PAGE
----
The very finest diamonds have high light return and have no other cutting faults. Anyone who would come forward and say the only consideration in "cut quality" is light behavior and light return" would be dead wrong. There are less discussed attributes which are important facts and variables. These variables often alter the value, limit the look, create durability issues or impact the visual appearance in some way beyond simple light return. You might say we are arguing over something too minor to discuss, but I think it is something which consumers want to understand and then make their own informed judgment about.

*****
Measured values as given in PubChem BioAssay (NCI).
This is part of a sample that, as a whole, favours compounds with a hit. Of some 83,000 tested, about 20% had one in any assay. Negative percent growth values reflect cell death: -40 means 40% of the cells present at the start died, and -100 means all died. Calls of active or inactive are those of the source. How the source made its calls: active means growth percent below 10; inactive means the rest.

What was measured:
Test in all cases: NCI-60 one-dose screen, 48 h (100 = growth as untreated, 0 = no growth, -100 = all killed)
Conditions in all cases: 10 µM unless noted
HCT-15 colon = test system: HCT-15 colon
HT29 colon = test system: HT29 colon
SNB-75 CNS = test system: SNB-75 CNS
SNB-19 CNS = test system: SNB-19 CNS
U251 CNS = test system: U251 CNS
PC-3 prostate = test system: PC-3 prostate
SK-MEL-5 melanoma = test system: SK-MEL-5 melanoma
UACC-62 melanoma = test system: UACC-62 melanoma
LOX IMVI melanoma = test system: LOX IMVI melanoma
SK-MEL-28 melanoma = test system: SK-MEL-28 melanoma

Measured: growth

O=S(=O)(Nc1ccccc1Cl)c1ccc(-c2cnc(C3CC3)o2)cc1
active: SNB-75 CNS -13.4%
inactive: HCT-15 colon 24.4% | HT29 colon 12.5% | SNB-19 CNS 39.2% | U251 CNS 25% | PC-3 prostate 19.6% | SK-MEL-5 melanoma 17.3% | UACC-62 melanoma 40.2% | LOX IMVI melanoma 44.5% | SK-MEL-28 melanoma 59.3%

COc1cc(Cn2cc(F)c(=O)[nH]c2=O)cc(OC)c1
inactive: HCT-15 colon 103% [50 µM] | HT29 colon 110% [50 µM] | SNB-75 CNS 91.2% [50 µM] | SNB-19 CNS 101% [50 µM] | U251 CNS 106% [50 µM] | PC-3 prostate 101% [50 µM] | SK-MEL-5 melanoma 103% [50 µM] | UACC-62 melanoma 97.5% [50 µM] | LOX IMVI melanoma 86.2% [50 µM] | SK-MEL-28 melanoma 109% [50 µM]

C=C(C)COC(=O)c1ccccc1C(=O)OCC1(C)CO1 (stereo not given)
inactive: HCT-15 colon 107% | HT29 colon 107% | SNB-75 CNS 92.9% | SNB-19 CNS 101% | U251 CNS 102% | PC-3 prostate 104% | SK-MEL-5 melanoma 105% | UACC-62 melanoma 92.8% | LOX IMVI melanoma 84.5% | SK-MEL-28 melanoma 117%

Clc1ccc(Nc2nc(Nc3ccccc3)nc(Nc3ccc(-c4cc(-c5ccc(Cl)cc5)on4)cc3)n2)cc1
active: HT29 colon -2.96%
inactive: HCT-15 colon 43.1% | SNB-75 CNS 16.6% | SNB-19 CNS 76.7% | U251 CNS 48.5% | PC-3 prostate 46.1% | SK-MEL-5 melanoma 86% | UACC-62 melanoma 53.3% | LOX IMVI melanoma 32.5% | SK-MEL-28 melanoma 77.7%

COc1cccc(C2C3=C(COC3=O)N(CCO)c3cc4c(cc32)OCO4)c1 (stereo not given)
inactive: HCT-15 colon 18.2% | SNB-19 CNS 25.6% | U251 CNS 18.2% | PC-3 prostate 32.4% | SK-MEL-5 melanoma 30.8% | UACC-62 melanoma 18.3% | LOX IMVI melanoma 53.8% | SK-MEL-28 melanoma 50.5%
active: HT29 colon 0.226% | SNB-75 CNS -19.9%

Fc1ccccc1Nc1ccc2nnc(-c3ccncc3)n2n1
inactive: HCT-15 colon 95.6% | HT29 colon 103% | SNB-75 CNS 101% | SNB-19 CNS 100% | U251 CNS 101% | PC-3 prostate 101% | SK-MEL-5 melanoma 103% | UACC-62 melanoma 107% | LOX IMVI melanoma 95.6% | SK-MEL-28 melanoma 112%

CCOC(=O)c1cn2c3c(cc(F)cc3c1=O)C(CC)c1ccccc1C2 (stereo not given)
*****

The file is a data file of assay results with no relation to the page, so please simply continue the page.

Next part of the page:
Anyway, I am very happy for this forum to present my point of view and always welcome factual presentations which offer an enlightened and accurate counterpoint. I am sure that all AGS and GIA grading has numerical limitations of many aspects of cut for their best cut grades. That's how Sarin and Ogi are able to calculate cut grades. Those numbers are facts, not idle dreams. Once you know how to get high lght return most any shape can be constucted, by some complex set of numbers, to cre-recreate the diamond over and over.
 

pyramid

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I agree with Oldminer. There is nice shape and not so nice shape. A nice shaped but well performing stone would be better to me than a top performer that is wrongly shaped. A nice pear shape is just something most people would know when looking at a drawing, not of diamonds but just a drawing of a pear outline. Before cut grade was promoted it was after all shape.